“The Hunger Games” and Psychological Trauma

There is a scene at the end of the movie “The Hunger Games” in which Peeta and Katniss are staring out the window of a high-speed train. The two characters have just won a deadly competition in which twenty-four children fought to the death in a man-made, televised arena. The two both look to be in shock as they ask themselves the question, “what do we do now?”, and debate whether they start the process of trying to forget, or forcing themselves to always remember the horror they endured as members (and survivors/champions) of the Hunger Games.

The scene sticks with me because it seems to be a central question to the process of recovering from trauma. Should a person try to forget atrocities, in order to return to a “normal” life? Or is it necessary to always remember, in order to honor the experience and the way it has changed the individual? Where is the line drawn between actively forgetting and actively remembering? Especially when there are severe changes in context that call for intense emotional adjustment, it may be difficult to find an appropriate and healthy balance of forgetting and remembering. In the movie, Katniss and Peeta must endure the difficulty of emotionally processing the Games while simultaneously returning to their hometown, families and friends. In the second book of the Hunger Games series, Katniss struggles with symptoms of Post-Traumatic Stress Disorder, such as debilitating nightmares. In our own society, combat military veterans returning to civilian life must adjust to civilian life while processing experiences of war. They too must adjust to a return to a once-familiar life with an identity scarred by trauma, and potentially deal with aspects of PTSD themselves.

I was struck by how realistic this moment on the train, between two fictional characters in a post-apocalyptic world, could be. Not only do horrors like those portrayed in “The Hunger Games” exist in our own world today, but this central question of remembering or forgetting exists for many people who have encountered those horrors. Indeed, any person who is forced to change after experiencing trauma must face the question.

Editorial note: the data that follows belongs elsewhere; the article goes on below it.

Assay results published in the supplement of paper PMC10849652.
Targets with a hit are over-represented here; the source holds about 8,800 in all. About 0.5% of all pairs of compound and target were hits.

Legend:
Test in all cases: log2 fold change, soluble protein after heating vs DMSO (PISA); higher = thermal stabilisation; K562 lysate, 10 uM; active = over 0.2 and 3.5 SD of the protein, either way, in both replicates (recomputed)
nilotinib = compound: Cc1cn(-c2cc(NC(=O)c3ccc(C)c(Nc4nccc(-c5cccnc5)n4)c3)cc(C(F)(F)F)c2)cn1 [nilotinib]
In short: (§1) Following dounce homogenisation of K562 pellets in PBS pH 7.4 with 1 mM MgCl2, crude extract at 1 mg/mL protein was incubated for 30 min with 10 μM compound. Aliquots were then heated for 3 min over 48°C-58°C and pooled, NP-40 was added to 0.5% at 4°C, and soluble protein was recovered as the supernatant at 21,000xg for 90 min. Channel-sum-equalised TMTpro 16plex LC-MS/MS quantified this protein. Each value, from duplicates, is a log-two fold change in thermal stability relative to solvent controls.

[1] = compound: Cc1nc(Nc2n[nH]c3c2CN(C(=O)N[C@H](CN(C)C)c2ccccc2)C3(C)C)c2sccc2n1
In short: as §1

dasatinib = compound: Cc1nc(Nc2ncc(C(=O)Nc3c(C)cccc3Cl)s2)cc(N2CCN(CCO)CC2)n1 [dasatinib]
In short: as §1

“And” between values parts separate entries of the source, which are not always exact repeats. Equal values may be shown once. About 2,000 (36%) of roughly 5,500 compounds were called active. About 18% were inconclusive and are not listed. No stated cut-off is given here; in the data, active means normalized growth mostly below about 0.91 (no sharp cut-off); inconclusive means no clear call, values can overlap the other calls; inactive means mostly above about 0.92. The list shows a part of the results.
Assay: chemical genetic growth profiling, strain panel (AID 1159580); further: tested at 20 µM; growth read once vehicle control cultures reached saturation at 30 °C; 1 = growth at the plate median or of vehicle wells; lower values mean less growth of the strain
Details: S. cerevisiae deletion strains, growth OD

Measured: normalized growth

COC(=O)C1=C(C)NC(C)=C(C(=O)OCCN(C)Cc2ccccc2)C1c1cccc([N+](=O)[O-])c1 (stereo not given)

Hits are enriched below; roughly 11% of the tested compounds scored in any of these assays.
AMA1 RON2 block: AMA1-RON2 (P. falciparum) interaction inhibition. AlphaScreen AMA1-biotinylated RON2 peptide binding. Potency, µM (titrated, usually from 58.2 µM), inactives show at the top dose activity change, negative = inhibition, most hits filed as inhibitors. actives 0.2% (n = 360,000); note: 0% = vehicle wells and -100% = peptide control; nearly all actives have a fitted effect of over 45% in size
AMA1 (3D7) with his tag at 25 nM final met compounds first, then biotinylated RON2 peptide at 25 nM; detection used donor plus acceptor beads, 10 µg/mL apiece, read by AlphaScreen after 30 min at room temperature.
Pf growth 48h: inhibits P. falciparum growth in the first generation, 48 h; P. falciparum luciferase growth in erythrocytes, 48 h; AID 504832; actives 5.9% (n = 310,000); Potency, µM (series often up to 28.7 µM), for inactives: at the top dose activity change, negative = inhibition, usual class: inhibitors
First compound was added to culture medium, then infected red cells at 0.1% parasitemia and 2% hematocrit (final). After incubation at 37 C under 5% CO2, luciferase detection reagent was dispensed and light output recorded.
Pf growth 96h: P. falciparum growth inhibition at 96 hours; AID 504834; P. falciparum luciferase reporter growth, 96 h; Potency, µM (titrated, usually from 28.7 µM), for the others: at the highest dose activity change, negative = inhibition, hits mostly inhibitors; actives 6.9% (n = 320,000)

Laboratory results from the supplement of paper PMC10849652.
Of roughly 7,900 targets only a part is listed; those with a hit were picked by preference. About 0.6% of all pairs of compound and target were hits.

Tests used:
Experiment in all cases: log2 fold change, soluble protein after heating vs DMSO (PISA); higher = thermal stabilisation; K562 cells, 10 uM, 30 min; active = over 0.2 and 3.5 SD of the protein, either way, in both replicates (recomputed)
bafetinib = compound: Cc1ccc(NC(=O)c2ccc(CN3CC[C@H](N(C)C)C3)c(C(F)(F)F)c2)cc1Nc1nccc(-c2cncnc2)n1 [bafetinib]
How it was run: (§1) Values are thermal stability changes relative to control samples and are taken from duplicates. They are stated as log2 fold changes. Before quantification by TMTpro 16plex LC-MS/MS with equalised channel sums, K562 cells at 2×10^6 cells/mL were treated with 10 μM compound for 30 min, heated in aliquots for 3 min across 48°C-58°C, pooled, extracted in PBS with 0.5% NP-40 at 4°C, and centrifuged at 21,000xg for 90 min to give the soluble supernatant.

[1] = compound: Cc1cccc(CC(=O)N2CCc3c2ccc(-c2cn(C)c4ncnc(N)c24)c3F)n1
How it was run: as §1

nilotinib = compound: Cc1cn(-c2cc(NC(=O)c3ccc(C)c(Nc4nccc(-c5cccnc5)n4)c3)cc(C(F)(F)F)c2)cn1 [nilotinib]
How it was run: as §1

Johanna Bond

Author: Johanna Bond

Johanna Bond is a master's student in the community mental health counseling program at the Warner School of Education at the University of Rochester.  She is from the Rochester area and graduated from Swarthmore College in 2010 with a degree in psychology and English.

6 thoughts on ““The Hunger Games” and Psychological Trauma”

  1. Johanna,
    I continue to thoroughly enjoy reading your blogs. You have great awareness, insight, and ability to make connections, and an amazing way of putting all that into words. Keep up the good work!

  2. I think that this entry brings up a good point.  Often, books and movies skip over recovery from traumatic events and characters return to their lives like nothing happened.  As you point out, Johanna, this is unrealistic; in the real world, people can’t suddenly decide that they are fine after they experience an emotionally devastating event.  I like your analysis and how you apply your counseling background to a modern movie like The Hunger Games.  Very interesting!

  3. I think you have a good point. But I think it’s better to procces than to forget. Because you will never forget such a thing and one day it will all come out.

  4. There are so many traumatic experience suffered in this world today, especially by women & children, not just soldiers.  Help from experts is sorely needed.  Victims/Patients should be given the choice on which path to choose – forget totally, learn from experience, etc.  If not left untreated, the effects could be devastating not only to them, but also to those around them.

  5. As a person who spent a career in the military, each person processes the experiences differently. One person may remember the killings. The other may be overjoyed they are home with their family and new life.
    I liken it to a normal distribution curve where the outcome of an event could be plotted by how an individual reacts to it. 9/11 is another great example. The survivors had different outcomes to the life changing event of that day. Each anniversary of 9/11 it brings back vivid memories of that day over a decade ago.
    Again, each person, even in exact similar circumstances will process the data differently.

  6. As a person who spent a career in the military, each person processes the experiences differently. One person may remember the killings. The other may be overjoyed they are home with their family and new life.
    I liken it to a normal distribution curve where the outcome of an event could be plotted by how an individual reacts to it. 9/11 is another great example. The survivors had different outcomes to the life changing event of that day. Each anniversary of 9/11 it brings back vivid memories of that day over a decade ago.
    Again, each person, even in exact similar circumstances will process the data differently.

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